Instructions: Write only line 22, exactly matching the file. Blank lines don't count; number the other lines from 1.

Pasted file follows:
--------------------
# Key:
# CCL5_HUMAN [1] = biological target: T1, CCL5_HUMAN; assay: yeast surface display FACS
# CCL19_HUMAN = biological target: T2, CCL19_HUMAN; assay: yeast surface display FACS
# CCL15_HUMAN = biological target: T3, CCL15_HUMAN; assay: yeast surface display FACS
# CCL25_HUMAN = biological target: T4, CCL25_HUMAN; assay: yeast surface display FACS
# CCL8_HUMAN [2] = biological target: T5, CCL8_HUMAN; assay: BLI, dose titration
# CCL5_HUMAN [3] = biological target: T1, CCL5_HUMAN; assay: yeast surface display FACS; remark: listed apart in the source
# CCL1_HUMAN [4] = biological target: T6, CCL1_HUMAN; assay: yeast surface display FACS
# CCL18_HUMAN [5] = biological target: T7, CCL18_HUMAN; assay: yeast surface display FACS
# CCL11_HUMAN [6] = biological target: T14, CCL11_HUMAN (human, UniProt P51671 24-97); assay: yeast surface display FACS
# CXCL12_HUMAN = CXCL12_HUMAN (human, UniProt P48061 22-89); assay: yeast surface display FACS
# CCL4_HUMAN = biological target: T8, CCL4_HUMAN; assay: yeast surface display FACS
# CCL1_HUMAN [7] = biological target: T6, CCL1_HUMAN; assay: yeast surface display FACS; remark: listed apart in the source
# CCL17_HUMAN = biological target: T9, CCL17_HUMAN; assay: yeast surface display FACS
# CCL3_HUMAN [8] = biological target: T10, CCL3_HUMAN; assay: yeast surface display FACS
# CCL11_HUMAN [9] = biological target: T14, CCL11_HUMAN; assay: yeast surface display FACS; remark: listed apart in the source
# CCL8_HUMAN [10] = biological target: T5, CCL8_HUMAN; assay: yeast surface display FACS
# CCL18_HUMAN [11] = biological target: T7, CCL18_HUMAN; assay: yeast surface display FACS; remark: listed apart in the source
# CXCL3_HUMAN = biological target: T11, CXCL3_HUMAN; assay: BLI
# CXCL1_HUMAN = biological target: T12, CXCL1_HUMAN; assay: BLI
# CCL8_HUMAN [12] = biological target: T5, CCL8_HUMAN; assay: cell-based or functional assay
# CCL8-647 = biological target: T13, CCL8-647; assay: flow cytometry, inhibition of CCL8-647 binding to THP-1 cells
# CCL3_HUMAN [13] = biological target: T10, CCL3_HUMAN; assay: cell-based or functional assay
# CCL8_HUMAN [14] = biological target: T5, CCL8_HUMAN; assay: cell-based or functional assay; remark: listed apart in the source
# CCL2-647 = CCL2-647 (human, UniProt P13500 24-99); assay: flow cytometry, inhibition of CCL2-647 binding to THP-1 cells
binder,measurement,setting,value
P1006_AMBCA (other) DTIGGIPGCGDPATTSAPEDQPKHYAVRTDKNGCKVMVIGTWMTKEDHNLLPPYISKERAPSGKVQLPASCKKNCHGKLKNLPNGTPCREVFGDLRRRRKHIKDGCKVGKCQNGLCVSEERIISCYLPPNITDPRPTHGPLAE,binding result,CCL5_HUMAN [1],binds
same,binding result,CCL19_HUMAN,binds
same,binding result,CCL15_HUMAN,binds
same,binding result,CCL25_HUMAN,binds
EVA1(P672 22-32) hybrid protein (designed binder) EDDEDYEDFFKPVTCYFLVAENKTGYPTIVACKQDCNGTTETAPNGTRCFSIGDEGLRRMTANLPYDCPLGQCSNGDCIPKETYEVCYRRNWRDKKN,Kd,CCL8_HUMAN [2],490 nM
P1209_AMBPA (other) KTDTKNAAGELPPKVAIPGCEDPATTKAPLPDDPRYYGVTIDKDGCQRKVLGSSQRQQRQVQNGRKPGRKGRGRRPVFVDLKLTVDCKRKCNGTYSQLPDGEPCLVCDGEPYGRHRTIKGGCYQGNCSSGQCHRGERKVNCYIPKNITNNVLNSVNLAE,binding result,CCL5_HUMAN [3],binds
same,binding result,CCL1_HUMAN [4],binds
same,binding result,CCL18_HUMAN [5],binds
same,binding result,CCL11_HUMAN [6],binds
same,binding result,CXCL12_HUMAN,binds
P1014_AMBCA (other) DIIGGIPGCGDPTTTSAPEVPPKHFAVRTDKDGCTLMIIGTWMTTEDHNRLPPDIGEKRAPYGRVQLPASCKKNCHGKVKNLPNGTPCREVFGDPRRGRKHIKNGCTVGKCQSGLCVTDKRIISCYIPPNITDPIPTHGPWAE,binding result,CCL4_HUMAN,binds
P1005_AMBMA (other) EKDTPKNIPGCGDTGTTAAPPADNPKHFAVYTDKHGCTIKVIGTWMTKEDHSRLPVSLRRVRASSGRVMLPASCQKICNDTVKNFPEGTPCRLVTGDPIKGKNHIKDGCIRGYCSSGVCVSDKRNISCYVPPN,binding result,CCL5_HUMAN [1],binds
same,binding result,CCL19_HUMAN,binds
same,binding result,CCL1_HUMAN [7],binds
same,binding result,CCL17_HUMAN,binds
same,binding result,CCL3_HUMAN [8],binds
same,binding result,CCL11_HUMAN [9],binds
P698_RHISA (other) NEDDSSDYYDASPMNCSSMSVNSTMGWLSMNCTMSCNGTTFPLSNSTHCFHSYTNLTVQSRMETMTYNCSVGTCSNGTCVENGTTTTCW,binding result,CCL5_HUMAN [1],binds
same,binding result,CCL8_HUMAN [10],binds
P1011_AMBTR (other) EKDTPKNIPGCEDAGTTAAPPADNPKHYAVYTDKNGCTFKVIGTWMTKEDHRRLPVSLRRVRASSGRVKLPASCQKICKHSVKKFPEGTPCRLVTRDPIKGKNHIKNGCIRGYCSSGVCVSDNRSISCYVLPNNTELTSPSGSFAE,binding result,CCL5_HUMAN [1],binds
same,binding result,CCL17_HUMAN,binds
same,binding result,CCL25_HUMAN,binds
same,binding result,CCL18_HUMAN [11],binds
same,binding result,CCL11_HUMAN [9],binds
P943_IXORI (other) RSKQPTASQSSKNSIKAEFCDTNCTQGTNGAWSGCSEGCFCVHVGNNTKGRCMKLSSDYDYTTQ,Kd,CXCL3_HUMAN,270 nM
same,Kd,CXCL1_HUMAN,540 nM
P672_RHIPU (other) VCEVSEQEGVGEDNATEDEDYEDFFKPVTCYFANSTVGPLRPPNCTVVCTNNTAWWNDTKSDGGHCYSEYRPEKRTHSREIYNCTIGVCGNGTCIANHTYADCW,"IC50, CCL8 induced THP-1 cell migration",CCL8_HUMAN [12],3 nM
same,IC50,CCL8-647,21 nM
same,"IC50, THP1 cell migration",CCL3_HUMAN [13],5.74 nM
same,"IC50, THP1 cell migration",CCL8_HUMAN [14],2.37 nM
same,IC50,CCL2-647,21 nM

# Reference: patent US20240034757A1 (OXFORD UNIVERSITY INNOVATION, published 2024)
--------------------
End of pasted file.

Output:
# CCL8-647 = biological target: T13, CCL8-647; assay: flow cytometry, inhibition of CCL8-647 binding to THP-1 cells